A list of positive economic and quality-of-life rankings from various national publications was recited Thursday by Oklahoma City Mayor Mick Cornett to a record crowd at the annual State of the City address.
About 1,500 attendees, including visiting delegations from Lafayette, La., and Midland, Texas, gathered for the address, which was hosted by the Greater Oklahoma City Chamber and doubles as a fundraiser for the organization.
Also attending was former Mayor Ron Norick, who is widely credited with the city's ongoing renaissance through his efforts to launch quality-of-life initiatives 20 years ago with the Metropolitan Area Projects programs.
“Yes, things are good,” Cornett said. “Things are happening for us. We should enjoy it. We should appreciate it. We should learn from it. We know it won't last forever. But we need to make things happen while we can.”
Highlights of his speech included noting that the city has repeatedly claimed the nation's lowest unemployment rate among large metropolitan areas over the past two years; population growth is running twice the normal rate with 2,000 people moving into the city every month; and the city has had record-setting sales tax collections.
Cornett acknowledged the high rate of murders in 2012 but said the city is far safer than in previous years. He applauded police for a special anti-truancy program that is credited with cutting student truancy by 45 percent. He said police contacted 15,000 students and their families about truancy issues since 2009.
Cornett also provided an update on various city projects. He said MAPS for Kids, the makeover of city schools, is almost complete, with construction set to start soon on a downtown elementary and site selection being looked at for a new administration building for the Oklahoma City Public Schools.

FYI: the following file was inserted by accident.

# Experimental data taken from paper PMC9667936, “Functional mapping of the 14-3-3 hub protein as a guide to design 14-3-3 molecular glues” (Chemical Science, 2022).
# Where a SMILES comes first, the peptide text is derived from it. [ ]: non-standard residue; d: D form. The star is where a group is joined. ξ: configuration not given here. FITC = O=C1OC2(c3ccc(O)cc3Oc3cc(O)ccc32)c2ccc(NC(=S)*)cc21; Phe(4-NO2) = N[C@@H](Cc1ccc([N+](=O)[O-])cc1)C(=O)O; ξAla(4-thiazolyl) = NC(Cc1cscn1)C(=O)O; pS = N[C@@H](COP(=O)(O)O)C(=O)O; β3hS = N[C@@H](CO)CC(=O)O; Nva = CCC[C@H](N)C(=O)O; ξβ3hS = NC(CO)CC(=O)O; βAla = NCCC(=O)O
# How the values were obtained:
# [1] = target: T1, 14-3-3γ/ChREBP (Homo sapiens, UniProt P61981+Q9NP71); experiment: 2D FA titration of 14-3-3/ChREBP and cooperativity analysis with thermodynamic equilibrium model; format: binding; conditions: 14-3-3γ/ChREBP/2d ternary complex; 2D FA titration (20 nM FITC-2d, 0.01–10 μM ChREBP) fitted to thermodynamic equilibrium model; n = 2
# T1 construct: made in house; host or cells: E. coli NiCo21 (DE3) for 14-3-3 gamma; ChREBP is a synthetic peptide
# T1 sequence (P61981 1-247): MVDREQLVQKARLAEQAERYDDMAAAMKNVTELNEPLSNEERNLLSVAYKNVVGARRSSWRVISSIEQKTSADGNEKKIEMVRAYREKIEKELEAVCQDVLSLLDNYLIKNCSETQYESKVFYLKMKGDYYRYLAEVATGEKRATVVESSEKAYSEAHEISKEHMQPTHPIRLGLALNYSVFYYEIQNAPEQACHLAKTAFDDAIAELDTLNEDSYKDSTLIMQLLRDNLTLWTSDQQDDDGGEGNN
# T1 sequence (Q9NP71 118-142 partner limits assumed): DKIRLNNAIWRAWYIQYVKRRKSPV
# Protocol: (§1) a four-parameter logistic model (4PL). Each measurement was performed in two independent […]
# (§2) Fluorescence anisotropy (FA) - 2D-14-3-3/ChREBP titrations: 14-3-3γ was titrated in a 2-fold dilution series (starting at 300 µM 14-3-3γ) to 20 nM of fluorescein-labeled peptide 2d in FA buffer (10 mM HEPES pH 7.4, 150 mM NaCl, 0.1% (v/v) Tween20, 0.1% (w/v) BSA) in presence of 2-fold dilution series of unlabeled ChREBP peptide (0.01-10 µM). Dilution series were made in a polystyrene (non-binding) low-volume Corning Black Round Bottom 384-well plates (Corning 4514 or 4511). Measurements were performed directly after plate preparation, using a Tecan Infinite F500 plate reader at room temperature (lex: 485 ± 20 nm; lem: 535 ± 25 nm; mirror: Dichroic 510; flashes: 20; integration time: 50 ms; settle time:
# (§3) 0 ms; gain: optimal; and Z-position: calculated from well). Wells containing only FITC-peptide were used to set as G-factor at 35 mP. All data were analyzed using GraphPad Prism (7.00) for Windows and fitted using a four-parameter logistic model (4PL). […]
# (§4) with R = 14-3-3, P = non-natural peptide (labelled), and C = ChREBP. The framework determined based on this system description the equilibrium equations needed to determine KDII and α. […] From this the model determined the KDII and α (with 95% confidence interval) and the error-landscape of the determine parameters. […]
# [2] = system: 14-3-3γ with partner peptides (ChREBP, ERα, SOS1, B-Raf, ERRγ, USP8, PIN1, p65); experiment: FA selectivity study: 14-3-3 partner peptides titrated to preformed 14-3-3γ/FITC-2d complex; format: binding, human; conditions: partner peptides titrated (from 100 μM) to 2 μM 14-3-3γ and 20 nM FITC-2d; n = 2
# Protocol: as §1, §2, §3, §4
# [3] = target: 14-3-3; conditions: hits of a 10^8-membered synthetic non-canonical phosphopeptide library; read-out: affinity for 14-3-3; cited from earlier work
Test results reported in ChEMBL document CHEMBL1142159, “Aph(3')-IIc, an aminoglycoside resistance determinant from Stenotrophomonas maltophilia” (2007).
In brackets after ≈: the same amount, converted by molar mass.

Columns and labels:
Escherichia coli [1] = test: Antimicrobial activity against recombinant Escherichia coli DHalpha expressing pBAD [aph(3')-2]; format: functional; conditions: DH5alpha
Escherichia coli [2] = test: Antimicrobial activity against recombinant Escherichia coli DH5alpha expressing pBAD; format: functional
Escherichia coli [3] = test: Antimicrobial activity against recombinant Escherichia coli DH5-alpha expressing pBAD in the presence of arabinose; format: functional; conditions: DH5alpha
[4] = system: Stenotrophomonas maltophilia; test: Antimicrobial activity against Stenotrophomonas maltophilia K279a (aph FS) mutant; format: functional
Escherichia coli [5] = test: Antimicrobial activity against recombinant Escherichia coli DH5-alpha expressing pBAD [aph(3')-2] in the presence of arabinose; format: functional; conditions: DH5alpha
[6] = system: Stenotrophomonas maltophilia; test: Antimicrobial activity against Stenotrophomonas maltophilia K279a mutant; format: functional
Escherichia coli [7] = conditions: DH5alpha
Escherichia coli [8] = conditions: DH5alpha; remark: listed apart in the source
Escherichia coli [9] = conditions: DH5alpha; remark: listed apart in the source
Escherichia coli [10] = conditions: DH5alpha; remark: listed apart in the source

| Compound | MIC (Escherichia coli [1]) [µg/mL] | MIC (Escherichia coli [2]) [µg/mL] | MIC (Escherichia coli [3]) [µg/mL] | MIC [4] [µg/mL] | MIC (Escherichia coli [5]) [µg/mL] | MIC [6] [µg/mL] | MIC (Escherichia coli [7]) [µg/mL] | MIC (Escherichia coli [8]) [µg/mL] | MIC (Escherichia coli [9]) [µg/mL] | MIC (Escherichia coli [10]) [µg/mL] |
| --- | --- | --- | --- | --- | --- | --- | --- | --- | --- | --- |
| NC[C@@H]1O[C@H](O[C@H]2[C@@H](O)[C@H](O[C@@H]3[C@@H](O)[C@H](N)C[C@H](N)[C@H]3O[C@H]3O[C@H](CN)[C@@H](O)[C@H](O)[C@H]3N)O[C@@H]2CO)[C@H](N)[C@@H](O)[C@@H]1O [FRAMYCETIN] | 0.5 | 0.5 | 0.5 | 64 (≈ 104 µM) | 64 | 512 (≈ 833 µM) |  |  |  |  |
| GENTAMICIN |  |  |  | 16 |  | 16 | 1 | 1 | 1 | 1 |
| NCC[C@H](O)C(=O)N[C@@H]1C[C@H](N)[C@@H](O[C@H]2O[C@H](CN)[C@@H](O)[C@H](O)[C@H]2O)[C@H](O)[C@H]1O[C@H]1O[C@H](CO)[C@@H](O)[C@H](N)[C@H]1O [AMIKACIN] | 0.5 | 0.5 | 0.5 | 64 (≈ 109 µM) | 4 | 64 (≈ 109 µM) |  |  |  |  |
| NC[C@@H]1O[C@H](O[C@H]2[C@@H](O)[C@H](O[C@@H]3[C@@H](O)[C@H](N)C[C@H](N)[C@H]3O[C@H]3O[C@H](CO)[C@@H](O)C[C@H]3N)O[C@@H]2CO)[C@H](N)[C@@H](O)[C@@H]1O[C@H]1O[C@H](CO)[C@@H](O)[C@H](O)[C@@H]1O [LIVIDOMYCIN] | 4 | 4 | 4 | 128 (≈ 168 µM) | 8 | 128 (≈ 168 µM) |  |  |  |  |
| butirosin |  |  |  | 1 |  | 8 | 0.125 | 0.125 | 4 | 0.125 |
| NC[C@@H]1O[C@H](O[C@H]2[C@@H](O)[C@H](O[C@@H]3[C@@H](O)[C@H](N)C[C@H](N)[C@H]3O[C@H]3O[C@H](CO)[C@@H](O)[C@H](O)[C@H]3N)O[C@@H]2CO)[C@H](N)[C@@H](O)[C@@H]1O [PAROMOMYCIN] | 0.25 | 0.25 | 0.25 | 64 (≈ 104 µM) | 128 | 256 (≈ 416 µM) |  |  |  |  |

Cornett said residents can still expect four senior wellness centers to be built as part of MAPS 3, noting a new round of requests for proposals from private organizations to operate the centers is awaiting responses. The first round failed to drum up interest, and new operational partnerships are being considered by the city.
Cornett said he believes design on the first wellness center could begin this year. He also said trails expansions are set to begin with a connection trail from the Oklahoma River to Lake Overholser.
Cornett estimated “hundreds of miles” of sidewalks will be built thanks to a combination of funding from MAPS 3 and city bond issues. He reminded attendees that site acquisition is under way for a new convention center and transit hub; engineers are looking at possible streetcar routes; and work is under way on improvements along the Oklahoma River. He said architects also are about to be hired to design a $60 million exposition center at State Fair Park.
Cornett — in his third term as Oklahoma City's mayor — delivered the address for the ninth time in its 13-year history. He's the fourth mayor of Oklahoma City to serve three terms.